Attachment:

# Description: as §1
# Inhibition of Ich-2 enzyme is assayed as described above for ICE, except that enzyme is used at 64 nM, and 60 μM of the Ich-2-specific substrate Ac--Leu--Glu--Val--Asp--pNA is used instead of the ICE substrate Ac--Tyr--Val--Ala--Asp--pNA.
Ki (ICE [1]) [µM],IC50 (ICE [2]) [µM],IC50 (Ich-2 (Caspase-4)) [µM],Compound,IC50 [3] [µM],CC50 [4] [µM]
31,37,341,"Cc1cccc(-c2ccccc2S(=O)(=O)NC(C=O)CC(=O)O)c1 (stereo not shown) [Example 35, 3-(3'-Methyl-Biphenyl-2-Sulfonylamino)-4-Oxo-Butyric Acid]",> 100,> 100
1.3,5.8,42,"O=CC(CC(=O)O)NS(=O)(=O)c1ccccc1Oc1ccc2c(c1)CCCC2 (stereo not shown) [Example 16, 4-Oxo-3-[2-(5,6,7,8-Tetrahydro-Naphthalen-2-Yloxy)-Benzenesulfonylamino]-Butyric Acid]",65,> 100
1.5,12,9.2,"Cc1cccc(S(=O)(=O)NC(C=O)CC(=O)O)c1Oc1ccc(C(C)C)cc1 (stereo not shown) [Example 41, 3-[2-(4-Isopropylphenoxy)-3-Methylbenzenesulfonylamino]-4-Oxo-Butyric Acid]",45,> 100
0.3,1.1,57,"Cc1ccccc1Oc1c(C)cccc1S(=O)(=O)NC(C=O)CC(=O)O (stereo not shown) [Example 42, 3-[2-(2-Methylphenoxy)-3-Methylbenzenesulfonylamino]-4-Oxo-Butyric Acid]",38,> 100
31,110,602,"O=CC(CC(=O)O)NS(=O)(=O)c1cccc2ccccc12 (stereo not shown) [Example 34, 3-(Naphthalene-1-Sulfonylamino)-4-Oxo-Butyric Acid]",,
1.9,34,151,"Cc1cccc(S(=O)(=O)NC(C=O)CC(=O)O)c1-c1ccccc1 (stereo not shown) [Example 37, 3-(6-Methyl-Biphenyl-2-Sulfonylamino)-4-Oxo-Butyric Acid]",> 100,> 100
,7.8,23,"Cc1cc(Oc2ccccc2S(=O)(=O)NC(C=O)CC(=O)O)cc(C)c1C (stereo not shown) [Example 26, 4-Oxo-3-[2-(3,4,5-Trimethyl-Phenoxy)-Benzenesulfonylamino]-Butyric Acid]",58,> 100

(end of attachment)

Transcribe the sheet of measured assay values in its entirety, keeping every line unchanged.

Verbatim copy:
# Description: as §1
# Inhibition of Ich-2 enzyme is assayed as described above for ICE, except that enzyme is used at 64 nM, and 60 μM of the Ich-2-specific substrate Ac--Leu--Glu--Val--Asp--pNA is used instead of the ICE substrate Ac--Tyr--Val--Ala--Asp--pNA.
Ki (ICE [1]) [µM],IC50 (ICE [2]) [µM],IC50 (Ich-2 (Caspase-4)) [µM],Compound,IC50 [3] [µM],CC50 [4] [µM]
31,37,341,"Cc1cccc(-c2ccccc2S(=O)(=O)NC(C=O)CC(=O)O)c1 (stereo not shown) [Example 35, 3-(3'-Methyl-Biphenyl-2-Sulfonylamino)-4-Oxo-Butyric Acid]",> 100,> 100
1.3,5.8,42,"O=CC(CC(=O)O)NS(=O)(=O)c1ccccc1Oc1ccc2c(c1)CCCC2 (stereo not shown) [Example 16, 4-Oxo-3-[2-(5,6,7,8-Tetrahydro-Naphthalen-2-Yloxy)-Benzenesulfonylamino]-Butyric Acid]",65,> 100
1.5,12,9.2,"Cc1cccc(S(=O)(=O)NC(C=O)CC(=O)O)c1Oc1ccc(C(C)C)cc1 (stereo not shown) [Example 41, 3-[2-(4-Isopropylphenoxy)-3-Methylbenzenesulfonylamino]-4-Oxo-Butyric Acid]",45,> 100
0.3,1.1,57,"Cc1ccccc1Oc1c(C)cccc1S(=O)(=O)NC(C=O)CC(=O)O (stereo not shown) [Example 42, 3-[2-(2-Methylphenoxy)-3-Methylbenzenesulfonylamino]-4-Oxo-Butyric Acid]",38,> 100
31,110,602,"O=CC(CC(=O)O)NS(=O)(=O)c1cccc2ccccc12 (stereo not shown) [Example 34, 3-(Naphthalene-1-Sulfonylamino)-4-Oxo-Butyric Acid]",,
1.9,34,151,"Cc1cccc(S(=O)(=O)NC(C=O)CC(=O)O)c1-c1ccccc1 (stereo not shown) [Example 37, 3-(6-Methyl-Biphenyl-2-Sulfonylamino)-4-Oxo-Butyric Acid]",> 100,> 100
,7.8,23,"Cc1cc(Oc2ccccc2S(=O)(=O)NC(C=O)CC(=O)O)cc(C)c1C (stereo not shown) [Example 26, 4-Oxo-3-[2-(3,4,5-Trimethyl-Phenoxy)-Benzenesulfonylamino]-Butyric Acid]",58,> 100